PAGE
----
Back to school

7 huge back-to-school shopping mistakes

Aug. 14, 2013 at 1:55 PM ET

Yes, it’s time for back-to-school shopping again. If you’re on a tight or non-existent budget that can be a real challenge.

And after you survive this ritual, there’s a veritable conga line of holidays—Halloween, Thanksgiving, Christmas, Hanukkah, Kwanzaa, New Year’s, etc.—each jumping up and down, screaming “What about me?!” and presenting financial challenges if you’re not exactly flush.

A little planning now could make a big difference in what you can spend as 2014 draws nearer. With that in mind, here are seven mistakes you should avoid when doing your back-to-school shopping.

#1: Failing to Establish a Budget Before You Start

If cash flow is an issue, it’s a big mistake to wade into the back-to-school shark tank without a budget. Stream of consciousness shopping can only get you into trouble. Figure out what you can afford to spend, make a comprehensive list, even consult with your children to make sure you’re getting what they want (especially if the choice is between Man of Steel, Iron Man, Spiderman, Dora or Barbie backpacks and notebooks) in the context of what they need.

Unless it is absolutely necessary (or a family bonding exercise) to have them with you, it’s best to leave the munchkins at home. If you want to know their preferences, browse with them online before hitting the stores. The last thing you need is to be weaving through the aisles while dealing with cries of, “Mommy, I really NEED to have this!” Democracy is a wonderful thing, except when it involves back-to-school shopping.

#2: Using the Wrong Credit Card

The average American borrower owes $4,878 among 3.5 different credit cards. If you’re one of the millions of Americans who runs a balance on your cards and can’t pay it off at the end of each month, choosing the right card is essential. If your goal is to preserve your cash flow, concentrate on reducing debt on credit cards with the highest rates first.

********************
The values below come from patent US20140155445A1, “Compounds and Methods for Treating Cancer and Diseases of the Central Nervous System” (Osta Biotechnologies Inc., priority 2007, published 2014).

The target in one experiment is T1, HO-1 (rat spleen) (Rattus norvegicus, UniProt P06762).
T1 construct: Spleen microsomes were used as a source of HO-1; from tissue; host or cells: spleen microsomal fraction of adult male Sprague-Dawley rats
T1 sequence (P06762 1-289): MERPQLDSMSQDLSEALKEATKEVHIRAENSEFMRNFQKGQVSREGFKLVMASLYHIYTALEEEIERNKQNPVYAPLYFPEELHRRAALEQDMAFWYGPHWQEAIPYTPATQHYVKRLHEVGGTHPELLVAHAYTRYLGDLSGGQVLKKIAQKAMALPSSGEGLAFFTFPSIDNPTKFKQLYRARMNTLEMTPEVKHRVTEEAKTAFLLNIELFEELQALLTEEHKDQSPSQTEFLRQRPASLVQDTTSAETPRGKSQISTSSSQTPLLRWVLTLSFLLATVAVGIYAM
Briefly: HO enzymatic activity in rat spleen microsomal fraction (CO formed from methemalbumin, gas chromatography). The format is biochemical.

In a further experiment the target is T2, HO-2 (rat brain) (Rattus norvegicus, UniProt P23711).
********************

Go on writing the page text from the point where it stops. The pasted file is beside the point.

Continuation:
Of course, you may have to weigh this concern against using a lower-interest card that is nearing its credit limit. If you have a choice, it’s always best to use the card with the lowest rate when you know you’re going to have to carry a balance. If you forget the exact terms of each of your cards, check the fine print before leaving home.

#3: Using Credit When You Should Pay Cash

If you find yourself checking rates and choosing between different cards to avoid bumping up against your credit limit, ask yourself this: “Can I pay with cash?”

The goal is to shop wisely. Spend as little as possible, and remember: if you’re running low on affordable credit, the last thing you should do is rack up more debt.

If you use a debit card, decide how much you can spend before you leave home. In order to exercise the most self-discipline and avoid the ecstasy of acquisition, you should use cash. Withdraw the exact amount you’ve budgeted and when you’re out of cash, you’re done shopping.

#4: Picking the Wrong Rewards Deal

Fail to take advantage of the best rewards deal and you’re cheating yourself.